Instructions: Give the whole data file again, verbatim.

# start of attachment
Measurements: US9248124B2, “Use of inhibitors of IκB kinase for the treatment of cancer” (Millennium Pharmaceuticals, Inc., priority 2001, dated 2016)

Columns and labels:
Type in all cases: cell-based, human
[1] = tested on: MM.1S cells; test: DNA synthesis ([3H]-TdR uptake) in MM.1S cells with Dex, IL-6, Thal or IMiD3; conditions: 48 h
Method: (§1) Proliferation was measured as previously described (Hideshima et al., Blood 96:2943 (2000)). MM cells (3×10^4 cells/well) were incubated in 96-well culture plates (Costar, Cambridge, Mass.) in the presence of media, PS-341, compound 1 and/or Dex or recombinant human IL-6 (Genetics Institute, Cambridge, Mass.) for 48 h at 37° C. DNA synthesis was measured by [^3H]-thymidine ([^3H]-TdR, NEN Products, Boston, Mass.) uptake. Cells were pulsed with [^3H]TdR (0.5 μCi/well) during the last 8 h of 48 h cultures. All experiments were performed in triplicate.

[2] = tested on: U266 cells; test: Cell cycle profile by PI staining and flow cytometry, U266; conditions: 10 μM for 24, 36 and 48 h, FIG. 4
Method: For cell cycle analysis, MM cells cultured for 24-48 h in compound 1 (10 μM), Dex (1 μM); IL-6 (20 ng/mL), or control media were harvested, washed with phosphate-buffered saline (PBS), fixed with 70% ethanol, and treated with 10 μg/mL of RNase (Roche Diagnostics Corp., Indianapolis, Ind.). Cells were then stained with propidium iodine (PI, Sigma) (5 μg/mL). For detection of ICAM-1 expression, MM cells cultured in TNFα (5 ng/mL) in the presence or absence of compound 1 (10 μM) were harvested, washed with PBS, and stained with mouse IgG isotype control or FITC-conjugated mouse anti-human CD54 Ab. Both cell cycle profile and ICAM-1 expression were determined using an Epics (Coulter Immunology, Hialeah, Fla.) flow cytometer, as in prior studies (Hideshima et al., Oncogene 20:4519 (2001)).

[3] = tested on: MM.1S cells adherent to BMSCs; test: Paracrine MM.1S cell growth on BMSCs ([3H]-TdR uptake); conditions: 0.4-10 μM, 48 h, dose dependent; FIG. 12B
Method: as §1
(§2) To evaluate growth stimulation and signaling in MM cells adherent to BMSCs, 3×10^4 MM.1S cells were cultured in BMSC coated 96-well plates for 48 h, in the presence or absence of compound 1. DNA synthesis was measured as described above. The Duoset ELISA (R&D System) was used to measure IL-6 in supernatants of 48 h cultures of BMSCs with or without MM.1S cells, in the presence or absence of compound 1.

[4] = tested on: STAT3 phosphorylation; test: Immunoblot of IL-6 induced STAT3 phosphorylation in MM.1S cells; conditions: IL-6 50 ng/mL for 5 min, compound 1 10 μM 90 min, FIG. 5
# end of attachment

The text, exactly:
Measurements: US9248124B2, “Use of inhibitors of IκB kinase for the treatment of cancer” (Millennium Pharmaceuticals, Inc., priority 2001, dated 2016)

Columns and labels:
Type in all cases: cell-based, human
[1] = tested on: MM.1S cells; test: DNA synthesis ([3H]-TdR uptake) in MM.1S cells with Dex, IL-6, Thal or IMiD3; conditions: 48 h
Method: (§1) Proliferation was measured as previously described (Hideshima et al., Blood 96:2943 (2000)). MM cells (3×10^4 cells/well) were incubated in 96-well culture plates (Costar, Cambridge, Mass.) in the presence of media, PS-341, compound 1 and/or Dex or recombinant human IL-6 (Genetics Institute, Cambridge, Mass.) for 48 h at 37° C. DNA synthesis was measured by [^3H]-thymidine ([^3H]-TdR, NEN Products, Boston, Mass.) uptake. Cells were pulsed with [^3H]TdR (0.5 μCi/well) during the last 8 h of 48 h cultures. All experiments were performed in triplicate.

[2] = tested on: U266 cells; test: Cell cycle profile by PI staining and flow cytometry, U266; conditions: 10 μM for 24, 36 and 48 h, FIG. 4
Method: For cell cycle analysis, MM cells cultured for 24-48 h in compound 1 (10 μM), Dex (1 μM); IL-6 (20 ng/mL), or control media were harvested, washed with phosphate-buffered saline (PBS), fixed with 70% ethanol, and treated with 10 μg/mL of RNase (Roche Diagnostics Corp., Indianapolis, Ind.). Cells were then stained with propidium iodine (PI, Sigma) (5 μg/mL). For detection of ICAM-1 expression, MM cells cultured in TNFα (5 ng/mL) in the presence or absence of compound 1 (10 μM) were harvested, washed with PBS, and stained with mouse IgG isotype control or FITC-conjugated mouse anti-human CD54 Ab. Both cell cycle profile and ICAM-1 expression were determined using an Epics (Coulter Immunology, Hialeah, Fla.) flow cytometer, as in prior studies (Hideshima et al., Oncogene 20:4519 (2001)).

[3] = tested on: MM.1S cells adherent to BMSCs; test: Paracrine MM.1S cell growth on BMSCs ([3H]-TdR uptake); conditions: 0.4-10 μM, 48 h, dose dependent; FIG. 12B
Method: as §1
(§2) To evaluate growth stimulation and signaling in MM cells adherent to BMSCs, 3×10^4 MM.1S cells were cultured in BMSC coated 96-well plates for 48 h, in the presence or absence of compound 1. DNA synthesis was measured as described above. The Duoset ELISA (R&D System) was used to measure IL-6 in supernatants of 48 h cultures of BMSCs with or without MM.1S cells, in the presence or absence of compound 1.

[4] = tested on: STAT3 phosphorylation; test: Immunoblot of IL-6 induced STAT3 phosphorylation in MM.1S cells; conditions: IL-6 50 ng/mL for 5 min, compound 1 10 μM 90 min, FIG. 5